Posted by jlwile on July 22, 2014
Not too long ago, the Fox network aired a reboot of Cosmos. The first version, Cosmos: A Personal Voyage, was a thirteen-part series hosted by Dr. Carl Sagan. The reboot, Cosmos: A Spacetime Odyssey, was a thirteen-part series hosted by Dr. Neil DeGrasse Tyson. While both series were mostly about science, they each mentioned the history of science from time to time. While I can’t comment on the first series, I can say without a doubt that the new series was spectacularly awful when it came to science history.
It started off badly when the first episode elevated Giordano Bruno to the status of scientific hero and martyr. The problem is, of course, that history tells a completely different story. Bruno was a champion of all sorts of strange ideas (such as that Satan would be redeemed by God and that Jesus was a magician, not the Son of God), and when he did discuss science, it was clear he didn’t understand it very well. He ended up being a martyr for magic and the occult, not for science. In addition, the serious natural philosophers of the day, like Kepler and Galileo, opposed Bruno.
Perhaps the worst treatment of science history by the new Cosmos was its discussion of Newton. Dr. Tyson actually claimed
Newton’s laws of gravity and motion revealed how the sun held distant worlds captive. His laws swept away the need for a master clockmaker to explain the precision and beauty of the solar system. Gravity is the clockmaker. [Episode 3: "When Knowledge Conquered Fear"]
Nothing could be further from the truth! In fact, the Master Clockmaker was the reason Newton came up with his Universal Law of Gravitation. Unlike the philosophers of the past, Newton believed that all motion should follow the same basic set of principles. This led to his Universal Law of Gravitation as well as his Laws of Motion. Why did Newton believe this? According to Dr. Morris Kline:1
The thought that all the phenomena of motion should follow from one set of principles might seem grandiose and inordinate, but it occurred very naturally to the religious mathematicians of the 17th century. God had designed the universe, and it was to be expected that all phenomena of nature would follow one master plan. One mind designing a universe would almost surely have employed one set of basic principles to govern related phenomena.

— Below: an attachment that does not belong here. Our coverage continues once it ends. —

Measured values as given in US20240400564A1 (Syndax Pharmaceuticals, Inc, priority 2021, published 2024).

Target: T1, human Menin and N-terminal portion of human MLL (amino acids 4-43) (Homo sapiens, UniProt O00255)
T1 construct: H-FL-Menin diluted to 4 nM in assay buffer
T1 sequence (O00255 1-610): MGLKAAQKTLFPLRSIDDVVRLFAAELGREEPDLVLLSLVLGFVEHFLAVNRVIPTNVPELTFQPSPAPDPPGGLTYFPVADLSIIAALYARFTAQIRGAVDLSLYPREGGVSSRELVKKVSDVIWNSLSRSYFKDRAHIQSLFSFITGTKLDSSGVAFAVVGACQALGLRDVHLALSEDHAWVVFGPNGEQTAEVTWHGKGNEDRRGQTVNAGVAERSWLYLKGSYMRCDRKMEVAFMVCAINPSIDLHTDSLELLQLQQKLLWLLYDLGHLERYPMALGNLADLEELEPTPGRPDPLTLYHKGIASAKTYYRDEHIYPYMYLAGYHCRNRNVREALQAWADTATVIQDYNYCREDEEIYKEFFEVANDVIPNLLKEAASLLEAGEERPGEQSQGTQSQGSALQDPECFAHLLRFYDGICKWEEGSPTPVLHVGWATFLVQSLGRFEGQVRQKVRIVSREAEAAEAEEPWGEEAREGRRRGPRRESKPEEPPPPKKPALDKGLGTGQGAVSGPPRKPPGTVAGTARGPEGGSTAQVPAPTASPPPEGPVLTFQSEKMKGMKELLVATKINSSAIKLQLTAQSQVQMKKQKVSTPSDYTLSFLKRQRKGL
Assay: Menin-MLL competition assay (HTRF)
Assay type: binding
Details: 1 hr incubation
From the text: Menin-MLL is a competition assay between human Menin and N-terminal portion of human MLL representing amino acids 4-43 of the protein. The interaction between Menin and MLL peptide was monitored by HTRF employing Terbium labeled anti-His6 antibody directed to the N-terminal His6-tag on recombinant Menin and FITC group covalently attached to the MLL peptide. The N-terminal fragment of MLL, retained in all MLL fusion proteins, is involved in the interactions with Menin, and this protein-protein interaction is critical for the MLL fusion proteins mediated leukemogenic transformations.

So rather than sweeping away the need for a Master Clockmaker, the laws he discovered were firmly rooted in the belief that there is a Master Clockmaker.
There are other examples of bad history in the new Cosmos, but that’s not the focus of my post. Instead, I want to discuss one historian’s reaction to the bad history in the television series. Dr. Joseph D. Martin is an assistant professor of history, philosophy, and sociology of science at Michigan State University. In a post entitled, “We need to talk about Cosmos…,” he states:
I’ve been watching with interest as the history of science community, particularly on Twitter, has reacted with consternation to the historical components of Neil deGrasse Tyson’s Cosmos reboot. To a large extent I agree with these criticisms. It is troubling that the forums in which the public gets the most exposure to history of science also tend to be those in which it is the least responsibly represented.
But part of me also wants to play devil’s advocate. First, Cosmos is a fantastic artifact of scientific myth making and as such provides a superb teaching tool when paired with more responsible historical presentations and perhaps some anthropological treatments of similar issues like Sharon Traweeks Beamtimes and Lifetimes.
Second, I don’t know that we, as a community, have adequately made the case that the scholarly view of history we advance is, in fact, more useful for current cultural and political discourse than the naïve view scientists advance. One thing we often see in our research, and parallel work in philosophy of science, is that “right” is often not the same thing as “useful.” I’m interested in generating some discussion in why and how, if at all, we can make the case that “useful” and “right” are and should be the same thing in this case for reasons other than internal professional ones.
That’s a long quote, but read it carefully. He agrees that the history in Cosmos is bad, but he says that might be okay. After all, the bad history portrayed in the series is “more useful for current cultural and political discourse.” As a result, he wants to have a discussion about whether or not it’s okay to use the “useful” version of history instead of the “right” one. In other words, he is asking whether or not it is okay to lie about history if it helps people believe what you want them to believe!
I could understand this if a politician were writing it. I wouldn’t agree, of course, but I could at least see why a politician would be interested in discussing whether or not it’s okay to lie to support a particular agenda. However, this is an academic historian. An academic historian should be interested in only one thing: uncovering the truth about what happened in the past. Nonsense like the bad history portrayed in Cosmos should be an anathema to him!
The answer to his question is obvious: Of course it’s not right to lie about history, no matter what agenda the lie supports. If a historian really has to ask that question, something is dreadfully wrong!
1. Morris Kline, Mathematics: The Loss of Certainty, Oxford University Press 1980, p. 52.
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